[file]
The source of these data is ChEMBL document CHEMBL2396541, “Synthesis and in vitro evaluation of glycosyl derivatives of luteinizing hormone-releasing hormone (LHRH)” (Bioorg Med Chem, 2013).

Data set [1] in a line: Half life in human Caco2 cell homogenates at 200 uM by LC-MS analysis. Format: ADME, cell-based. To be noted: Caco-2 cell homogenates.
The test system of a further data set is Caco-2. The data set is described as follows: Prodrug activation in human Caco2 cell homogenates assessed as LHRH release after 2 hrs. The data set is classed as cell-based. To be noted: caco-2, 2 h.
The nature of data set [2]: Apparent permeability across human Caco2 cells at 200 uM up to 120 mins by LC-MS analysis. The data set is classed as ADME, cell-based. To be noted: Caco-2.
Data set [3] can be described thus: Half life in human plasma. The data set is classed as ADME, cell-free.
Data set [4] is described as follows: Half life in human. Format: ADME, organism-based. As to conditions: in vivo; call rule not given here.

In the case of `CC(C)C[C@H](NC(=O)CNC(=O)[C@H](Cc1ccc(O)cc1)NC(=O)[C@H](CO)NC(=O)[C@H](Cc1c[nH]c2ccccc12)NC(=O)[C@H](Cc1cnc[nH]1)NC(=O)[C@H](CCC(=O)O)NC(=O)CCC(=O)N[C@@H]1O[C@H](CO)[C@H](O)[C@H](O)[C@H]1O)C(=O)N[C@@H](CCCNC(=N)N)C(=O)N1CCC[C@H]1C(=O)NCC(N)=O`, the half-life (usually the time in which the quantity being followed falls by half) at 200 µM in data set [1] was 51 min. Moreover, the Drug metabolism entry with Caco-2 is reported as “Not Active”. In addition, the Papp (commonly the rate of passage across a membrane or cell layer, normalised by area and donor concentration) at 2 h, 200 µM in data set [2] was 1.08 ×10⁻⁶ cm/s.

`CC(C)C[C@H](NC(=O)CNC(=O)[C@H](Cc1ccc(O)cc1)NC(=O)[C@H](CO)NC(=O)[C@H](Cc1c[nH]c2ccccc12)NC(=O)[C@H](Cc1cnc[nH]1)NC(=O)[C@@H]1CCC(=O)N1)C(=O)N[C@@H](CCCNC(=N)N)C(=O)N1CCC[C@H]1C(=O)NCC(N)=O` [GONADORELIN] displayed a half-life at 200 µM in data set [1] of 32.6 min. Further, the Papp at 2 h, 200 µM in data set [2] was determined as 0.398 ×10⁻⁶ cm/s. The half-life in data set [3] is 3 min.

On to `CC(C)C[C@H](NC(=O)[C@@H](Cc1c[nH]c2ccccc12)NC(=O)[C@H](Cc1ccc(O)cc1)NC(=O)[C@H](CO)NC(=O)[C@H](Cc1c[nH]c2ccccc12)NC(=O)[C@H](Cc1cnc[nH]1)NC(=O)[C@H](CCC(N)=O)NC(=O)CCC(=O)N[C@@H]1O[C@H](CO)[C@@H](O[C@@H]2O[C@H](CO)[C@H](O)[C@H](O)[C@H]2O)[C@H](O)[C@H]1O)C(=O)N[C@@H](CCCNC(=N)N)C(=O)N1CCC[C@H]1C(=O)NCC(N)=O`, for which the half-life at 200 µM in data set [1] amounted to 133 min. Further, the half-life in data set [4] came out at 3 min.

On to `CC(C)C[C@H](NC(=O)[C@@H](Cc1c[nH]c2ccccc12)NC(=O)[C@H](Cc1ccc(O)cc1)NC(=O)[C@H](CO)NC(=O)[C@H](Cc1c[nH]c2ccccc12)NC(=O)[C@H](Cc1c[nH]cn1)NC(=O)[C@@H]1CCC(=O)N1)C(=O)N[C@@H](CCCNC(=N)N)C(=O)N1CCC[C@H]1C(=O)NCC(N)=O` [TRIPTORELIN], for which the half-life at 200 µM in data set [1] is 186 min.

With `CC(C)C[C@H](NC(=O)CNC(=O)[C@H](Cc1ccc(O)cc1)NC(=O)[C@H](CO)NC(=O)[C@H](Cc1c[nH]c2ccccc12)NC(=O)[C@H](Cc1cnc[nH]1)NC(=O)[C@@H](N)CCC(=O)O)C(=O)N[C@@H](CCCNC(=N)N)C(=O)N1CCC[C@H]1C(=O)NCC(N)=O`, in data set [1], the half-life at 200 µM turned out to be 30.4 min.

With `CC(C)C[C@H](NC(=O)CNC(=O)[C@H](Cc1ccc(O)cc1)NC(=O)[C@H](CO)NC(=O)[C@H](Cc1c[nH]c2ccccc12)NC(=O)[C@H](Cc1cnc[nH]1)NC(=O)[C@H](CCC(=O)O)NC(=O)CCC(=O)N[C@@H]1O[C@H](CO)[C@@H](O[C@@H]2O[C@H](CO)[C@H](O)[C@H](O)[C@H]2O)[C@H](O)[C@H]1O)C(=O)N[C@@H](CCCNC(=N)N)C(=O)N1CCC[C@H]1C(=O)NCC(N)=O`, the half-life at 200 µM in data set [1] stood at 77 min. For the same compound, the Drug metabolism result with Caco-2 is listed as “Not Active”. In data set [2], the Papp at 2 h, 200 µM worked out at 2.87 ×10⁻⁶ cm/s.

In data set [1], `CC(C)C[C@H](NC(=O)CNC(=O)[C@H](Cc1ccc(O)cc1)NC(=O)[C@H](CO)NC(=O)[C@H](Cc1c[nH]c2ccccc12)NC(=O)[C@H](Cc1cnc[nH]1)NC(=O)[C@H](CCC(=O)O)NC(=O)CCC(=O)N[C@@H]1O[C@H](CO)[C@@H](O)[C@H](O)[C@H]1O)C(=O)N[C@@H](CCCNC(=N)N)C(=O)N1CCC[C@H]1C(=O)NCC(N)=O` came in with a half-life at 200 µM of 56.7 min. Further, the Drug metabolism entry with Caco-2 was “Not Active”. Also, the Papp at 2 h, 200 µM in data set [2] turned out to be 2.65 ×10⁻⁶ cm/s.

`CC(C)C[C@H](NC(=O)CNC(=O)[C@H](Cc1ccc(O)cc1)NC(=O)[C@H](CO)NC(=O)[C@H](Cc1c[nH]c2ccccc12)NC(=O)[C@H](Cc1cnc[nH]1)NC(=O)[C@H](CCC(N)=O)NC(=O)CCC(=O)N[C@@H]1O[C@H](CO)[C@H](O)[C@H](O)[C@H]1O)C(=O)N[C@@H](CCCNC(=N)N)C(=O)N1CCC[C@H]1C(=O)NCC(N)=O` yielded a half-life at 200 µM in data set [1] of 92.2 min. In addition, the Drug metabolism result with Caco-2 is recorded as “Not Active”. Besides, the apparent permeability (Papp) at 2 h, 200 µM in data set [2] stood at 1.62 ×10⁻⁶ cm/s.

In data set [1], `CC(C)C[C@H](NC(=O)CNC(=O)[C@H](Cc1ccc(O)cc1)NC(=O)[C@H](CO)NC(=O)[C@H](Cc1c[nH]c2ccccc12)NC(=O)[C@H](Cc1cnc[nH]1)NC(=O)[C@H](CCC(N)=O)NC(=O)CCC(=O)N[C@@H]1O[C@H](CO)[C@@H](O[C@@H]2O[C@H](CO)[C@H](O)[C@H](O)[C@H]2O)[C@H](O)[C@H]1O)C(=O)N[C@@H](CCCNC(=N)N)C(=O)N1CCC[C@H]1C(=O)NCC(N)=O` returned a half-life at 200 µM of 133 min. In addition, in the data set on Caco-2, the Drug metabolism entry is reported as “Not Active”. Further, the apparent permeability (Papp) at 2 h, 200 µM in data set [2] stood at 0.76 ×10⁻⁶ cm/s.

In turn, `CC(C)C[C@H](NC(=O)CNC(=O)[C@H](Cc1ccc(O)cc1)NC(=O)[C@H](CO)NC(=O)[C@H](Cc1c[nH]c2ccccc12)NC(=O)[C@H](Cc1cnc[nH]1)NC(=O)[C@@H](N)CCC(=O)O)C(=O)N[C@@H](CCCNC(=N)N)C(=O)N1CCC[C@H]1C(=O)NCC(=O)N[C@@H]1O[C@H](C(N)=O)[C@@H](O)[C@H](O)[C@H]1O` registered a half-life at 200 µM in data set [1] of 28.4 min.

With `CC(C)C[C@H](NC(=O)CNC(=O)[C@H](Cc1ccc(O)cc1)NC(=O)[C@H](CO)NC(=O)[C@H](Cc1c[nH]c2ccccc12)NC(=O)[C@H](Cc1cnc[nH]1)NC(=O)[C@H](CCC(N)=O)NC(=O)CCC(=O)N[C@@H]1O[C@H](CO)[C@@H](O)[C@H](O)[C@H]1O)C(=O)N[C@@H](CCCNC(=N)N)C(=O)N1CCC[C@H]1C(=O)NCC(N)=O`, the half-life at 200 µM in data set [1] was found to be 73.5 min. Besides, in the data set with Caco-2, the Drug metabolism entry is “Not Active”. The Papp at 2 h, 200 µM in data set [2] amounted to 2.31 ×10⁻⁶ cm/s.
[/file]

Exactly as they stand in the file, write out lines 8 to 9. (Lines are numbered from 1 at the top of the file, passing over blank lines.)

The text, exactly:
`CC(C)C[C@H](NC(=O)CNC(=O)[C@H](Cc1ccc(O)cc1)NC(=O)[C@H](CO)NC(=O)[C@H](Cc1c[nH]c2ccccc12)NC(=O)[C@H](Cc1cnc[nH]1)NC(=O)[C@@H]1CCC(=O)N1)C(=O)N[C@@H](CCCNC(=N)N)C(=O)N1CCC[C@H]1C(=O)NCC(N)=O` [GONADORELIN] displayed a half-life at 200 µM in data set [1] of 32.6 min. Further, the Papp at 2 h, 200 µM in data set [2] was determined as 0.398 ×10⁻⁶ cm/s. The half-life in data set [3] is 3 min.

On to `CC(C)C[C@H](NC(=O)[C@@H](Cc1c[nH]c2ccccc12)NC(=O)[C@H](Cc1ccc(O)cc1)NC(=O)[C@H](CO)NC(=O)[C@H](Cc1c[nH]c2ccccc12)NC(=O)[C@H](Cc1cnc[nH]1)NC(=O)[C@H](CCC(N)=O)NC(=O)CCC(=O)N[C@@H]1O[C@H](CO)[C@@H](O[C@@H]2O[C@H](CO)[C@H](O)[C@H](O)[C@H]2O)[C@H](O)[C@H]1O)C(=O)N[C@@H](CCCNC(=N)N)C(=O)N1CCC[C@H]1C(=O)NCC(N)=O`, for which the half-life at 200 µM in data set [1] amounted to 133 min. Further, the half-life in data set [4] came out at 3 min.